0   0	0	|     SC     |<-----NOTE: A11 will randomly
				|____________|    |       sellect one of these
				|     SC     |<---        two copies of SC.
		0   1	0	|            |
				|     SQ     |
				|            |
		1   0	0	|            |
				|     AA     |
				|            |
		1   1	1	|     RO     |<-----NOTE: A11 will randomly
				|____________|    |       sellect one of these
				|     RO     |<---        two copies of RO.

		NOTE: The above images fill the whole 27128.  Just like
		      in the simple conversion, you'll need 4 27128s and
		      you'll be putting the respective U7 images on the
		      27128 U7.

		It may seem strange to put RO at the end, but when you
		have to handle the diagnostic dip switch incompatibility
                (dipswitch 7) mentioned below, then it'll become apparent
		why RO is always at the end of the address space.

	Lesson:	Wirewrap sockets don't liked to be shoved into regular
		sockets, so they are constantly popping out.  If any one
		does pop out, then the game will pop the circuit breakers
		because the mother board won't have the instructions it
		needs to display a picture.  You may want to consider just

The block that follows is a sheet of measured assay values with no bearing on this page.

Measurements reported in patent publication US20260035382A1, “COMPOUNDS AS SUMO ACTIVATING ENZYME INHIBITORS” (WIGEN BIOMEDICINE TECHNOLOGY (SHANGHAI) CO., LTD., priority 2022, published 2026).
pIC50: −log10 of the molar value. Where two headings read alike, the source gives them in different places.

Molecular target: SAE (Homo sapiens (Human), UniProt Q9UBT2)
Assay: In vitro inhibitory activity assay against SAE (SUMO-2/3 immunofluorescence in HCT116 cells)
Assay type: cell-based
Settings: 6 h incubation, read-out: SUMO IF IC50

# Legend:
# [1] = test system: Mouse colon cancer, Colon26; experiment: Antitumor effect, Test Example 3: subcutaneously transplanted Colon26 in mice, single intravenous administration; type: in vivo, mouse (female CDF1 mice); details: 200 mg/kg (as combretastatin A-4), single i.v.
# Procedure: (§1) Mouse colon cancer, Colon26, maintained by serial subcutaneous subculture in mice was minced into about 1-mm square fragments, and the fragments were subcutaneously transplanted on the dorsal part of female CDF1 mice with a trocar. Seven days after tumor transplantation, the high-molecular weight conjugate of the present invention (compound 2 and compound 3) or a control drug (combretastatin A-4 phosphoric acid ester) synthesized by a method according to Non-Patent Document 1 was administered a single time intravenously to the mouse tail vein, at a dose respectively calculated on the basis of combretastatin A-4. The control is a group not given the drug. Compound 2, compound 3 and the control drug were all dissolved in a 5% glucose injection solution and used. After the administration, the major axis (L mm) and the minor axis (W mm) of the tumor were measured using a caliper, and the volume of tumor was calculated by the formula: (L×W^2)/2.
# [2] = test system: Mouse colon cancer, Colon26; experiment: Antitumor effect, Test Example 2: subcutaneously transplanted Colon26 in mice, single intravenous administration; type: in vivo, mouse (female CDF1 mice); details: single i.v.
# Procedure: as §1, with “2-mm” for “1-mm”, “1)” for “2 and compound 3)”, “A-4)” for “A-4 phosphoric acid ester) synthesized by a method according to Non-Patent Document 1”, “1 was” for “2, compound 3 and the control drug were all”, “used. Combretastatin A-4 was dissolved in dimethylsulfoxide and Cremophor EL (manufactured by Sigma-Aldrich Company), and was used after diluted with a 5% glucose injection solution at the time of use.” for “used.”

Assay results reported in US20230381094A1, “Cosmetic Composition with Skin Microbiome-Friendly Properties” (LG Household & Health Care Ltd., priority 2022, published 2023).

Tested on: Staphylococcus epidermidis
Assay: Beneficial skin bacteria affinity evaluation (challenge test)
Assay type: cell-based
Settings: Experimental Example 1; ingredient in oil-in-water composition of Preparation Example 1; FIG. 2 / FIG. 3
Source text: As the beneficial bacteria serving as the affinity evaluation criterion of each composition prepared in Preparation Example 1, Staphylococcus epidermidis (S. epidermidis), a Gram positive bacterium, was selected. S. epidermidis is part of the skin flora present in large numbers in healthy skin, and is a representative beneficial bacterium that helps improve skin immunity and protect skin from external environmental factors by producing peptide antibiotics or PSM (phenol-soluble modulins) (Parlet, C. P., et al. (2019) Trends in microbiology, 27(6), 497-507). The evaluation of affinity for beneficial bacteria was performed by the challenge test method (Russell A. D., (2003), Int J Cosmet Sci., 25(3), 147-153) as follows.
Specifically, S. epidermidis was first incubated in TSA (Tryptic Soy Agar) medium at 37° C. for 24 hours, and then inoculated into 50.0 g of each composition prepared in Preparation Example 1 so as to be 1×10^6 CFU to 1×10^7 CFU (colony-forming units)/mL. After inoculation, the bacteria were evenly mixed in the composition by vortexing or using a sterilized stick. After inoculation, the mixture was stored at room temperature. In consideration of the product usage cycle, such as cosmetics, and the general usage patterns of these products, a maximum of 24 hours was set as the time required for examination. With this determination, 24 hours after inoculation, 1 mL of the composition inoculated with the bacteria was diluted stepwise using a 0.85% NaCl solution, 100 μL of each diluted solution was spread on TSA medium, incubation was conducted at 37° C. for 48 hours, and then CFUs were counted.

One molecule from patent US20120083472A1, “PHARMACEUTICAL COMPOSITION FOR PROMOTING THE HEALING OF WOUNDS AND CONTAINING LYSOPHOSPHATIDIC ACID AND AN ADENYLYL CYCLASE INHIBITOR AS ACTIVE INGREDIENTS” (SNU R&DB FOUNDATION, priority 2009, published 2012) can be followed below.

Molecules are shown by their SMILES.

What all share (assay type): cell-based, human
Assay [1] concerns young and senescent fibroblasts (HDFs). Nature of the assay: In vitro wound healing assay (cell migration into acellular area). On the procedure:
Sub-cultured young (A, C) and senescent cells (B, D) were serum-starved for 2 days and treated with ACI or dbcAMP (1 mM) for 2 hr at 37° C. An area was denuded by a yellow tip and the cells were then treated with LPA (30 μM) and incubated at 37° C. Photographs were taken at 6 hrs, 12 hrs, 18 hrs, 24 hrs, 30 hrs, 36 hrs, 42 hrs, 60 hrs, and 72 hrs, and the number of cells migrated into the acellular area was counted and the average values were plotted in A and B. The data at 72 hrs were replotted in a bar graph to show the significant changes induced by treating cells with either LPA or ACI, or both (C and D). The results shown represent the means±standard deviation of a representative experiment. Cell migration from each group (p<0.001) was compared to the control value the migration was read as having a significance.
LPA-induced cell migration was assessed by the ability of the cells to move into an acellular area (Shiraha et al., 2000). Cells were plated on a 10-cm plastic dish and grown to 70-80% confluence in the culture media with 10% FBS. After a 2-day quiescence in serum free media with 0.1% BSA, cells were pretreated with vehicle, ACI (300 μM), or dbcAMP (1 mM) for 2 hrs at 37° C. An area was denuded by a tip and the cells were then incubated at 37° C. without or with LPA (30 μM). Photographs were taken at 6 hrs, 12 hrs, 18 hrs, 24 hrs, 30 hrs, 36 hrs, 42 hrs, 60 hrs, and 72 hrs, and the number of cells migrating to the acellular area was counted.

shoving the 27128s in, and bending all the pins upward to
		connect the high address lines and power...but you'll find
		you have problems fitting all those wires in to such a
		small space!
	NOTE: All +5v (called Vcc) must go through a current limitting resistor.

3) Diagnostic dipswitch logic allows RO and any other Cinematronics
   game to be played WITHOUT having to open the back of the machine and
   flip dipswitch 7.  In the simple conversion, all that has to be done
   is that the wire that controls the high address line to the 2732s also
   has to be connected to the dipswitch 7 at the E4 chip pin 13 on the
   motherboard.  To find E4 (since many boards are not marked) start at
   the molex connector (there's only one on the motherboard) and go down
   two rows and left five chips.  If E4's notch is facing up, then pin 13
   is 4th down on the right side.  Because you can't easily solder to a
   particular pin (and you don't have the option of bending the pin upwards)
   you may just want to attach a small clip lead to the pin and the other
   end of the clip lead to the wire for the hight address line.

	Lesson: Because there are two high address lines that allow us
		to select any one of the four games in the 27128, we'll
		need to make use of spare gates on the AA mother board to